EVERY country keeps a strict watch over foreign nationals entering its territory to ensure that aliens operate within the conditions stipulated by their visas. We would have thought that Pakistan has more reason than most to keep an eye on the movement of foreign nationals. Two pieces of information that emerged last week, however, indicate that not only does there appear to be insufficient oversight where foreigners are concerned, parts of the official machinery are through negligence or simple corruption actually colluding in taking the state for a ride. A recent field survey conducted by the Special Branch of the Punjab Police found that there are 444 foreign students in madressahs across the province, of which 289 do not hold valid documents or visas. Meanwhile, the Senate’s Standing Committee on Interior was informed a week ago that over the past 12 years, the National Database and Registration Authority has detected more than 27,000 cases of foreigners having acquired, by hook or by crook, computerised Nadra identity cards, which can legally be possessed by Pakistanis alone. But when these cases were forwarded to the Intelligence Bureau or the police’s Special Branch, as per procedure, nearly 23,000 were returned as verified. The Nadra director general complained that his organisation is not mandated to challenge the clearance report; while a police representative complained that the Special Branch’s staff strength — which stands at 600 — is too small to carry out proper verification.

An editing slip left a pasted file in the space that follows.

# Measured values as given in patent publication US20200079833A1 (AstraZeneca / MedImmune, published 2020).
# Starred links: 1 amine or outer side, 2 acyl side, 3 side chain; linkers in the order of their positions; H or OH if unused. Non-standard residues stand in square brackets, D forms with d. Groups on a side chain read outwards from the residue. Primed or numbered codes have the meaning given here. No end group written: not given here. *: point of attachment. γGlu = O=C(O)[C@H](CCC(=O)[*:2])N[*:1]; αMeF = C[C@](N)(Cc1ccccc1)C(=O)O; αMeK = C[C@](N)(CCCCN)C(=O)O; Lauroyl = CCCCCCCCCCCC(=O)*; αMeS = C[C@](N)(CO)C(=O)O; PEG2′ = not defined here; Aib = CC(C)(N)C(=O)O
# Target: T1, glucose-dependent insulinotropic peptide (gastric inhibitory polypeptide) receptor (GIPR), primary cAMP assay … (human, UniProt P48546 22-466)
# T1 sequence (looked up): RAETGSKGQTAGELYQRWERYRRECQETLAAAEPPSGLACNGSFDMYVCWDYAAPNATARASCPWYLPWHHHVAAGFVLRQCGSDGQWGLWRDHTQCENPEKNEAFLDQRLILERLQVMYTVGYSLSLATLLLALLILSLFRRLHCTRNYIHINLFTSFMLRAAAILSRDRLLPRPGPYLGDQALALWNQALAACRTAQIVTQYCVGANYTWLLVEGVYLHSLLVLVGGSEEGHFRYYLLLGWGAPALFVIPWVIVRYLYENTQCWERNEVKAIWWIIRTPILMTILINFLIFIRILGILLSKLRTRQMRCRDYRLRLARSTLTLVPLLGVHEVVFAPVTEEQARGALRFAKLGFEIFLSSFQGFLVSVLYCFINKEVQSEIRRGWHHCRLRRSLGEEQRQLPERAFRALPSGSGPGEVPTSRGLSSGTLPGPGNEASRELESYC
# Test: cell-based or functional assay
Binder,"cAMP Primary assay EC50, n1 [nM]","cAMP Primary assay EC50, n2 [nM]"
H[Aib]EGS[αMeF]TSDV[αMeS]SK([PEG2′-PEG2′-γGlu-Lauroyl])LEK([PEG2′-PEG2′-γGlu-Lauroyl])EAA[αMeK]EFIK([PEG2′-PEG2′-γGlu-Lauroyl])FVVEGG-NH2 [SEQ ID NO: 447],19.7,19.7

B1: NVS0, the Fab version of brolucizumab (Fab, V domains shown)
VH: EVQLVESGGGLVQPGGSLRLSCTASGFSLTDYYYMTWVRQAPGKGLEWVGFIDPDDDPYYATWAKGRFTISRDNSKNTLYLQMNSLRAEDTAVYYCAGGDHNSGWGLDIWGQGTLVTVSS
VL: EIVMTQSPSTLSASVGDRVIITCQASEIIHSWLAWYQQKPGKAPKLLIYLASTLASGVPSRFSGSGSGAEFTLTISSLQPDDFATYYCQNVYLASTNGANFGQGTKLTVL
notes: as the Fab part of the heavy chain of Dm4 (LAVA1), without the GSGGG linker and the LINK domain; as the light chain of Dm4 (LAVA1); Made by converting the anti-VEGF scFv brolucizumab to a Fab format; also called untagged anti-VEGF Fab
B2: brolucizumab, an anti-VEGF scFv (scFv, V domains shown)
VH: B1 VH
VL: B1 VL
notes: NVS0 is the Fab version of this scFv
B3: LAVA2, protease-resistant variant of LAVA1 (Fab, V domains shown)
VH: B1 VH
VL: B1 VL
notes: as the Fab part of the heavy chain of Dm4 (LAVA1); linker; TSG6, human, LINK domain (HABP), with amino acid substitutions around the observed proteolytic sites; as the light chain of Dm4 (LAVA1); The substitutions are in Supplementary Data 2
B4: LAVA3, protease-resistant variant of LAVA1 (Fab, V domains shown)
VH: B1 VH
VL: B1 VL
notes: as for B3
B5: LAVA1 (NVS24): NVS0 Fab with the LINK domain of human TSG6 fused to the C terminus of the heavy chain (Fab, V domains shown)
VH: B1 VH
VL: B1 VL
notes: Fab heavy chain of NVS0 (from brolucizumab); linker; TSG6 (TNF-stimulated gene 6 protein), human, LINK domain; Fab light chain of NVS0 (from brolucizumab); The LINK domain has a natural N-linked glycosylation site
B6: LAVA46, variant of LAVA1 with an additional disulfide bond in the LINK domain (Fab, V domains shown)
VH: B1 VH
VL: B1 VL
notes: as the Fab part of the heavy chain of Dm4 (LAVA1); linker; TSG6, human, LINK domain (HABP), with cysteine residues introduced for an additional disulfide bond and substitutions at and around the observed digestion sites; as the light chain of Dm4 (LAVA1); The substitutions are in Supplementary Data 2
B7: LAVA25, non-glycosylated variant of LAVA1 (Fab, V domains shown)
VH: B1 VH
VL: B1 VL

This indicates that there are thousands of people in the country illegally, most of them in possession of documents that wrongly show that they are Pakistani nationals. This is a security risk that ought to be taken far more seriously. Sufficient evidence is on record that at least some of those that have taken up arms against the state and society are not Pakistani nationals, and some strands of the violence in this country are underpinned by the influence and operations of non-local groups and individuals. While it is apparently unable to control the spiralling violence in the country, can the state at least crack down on those who are obvious security risks?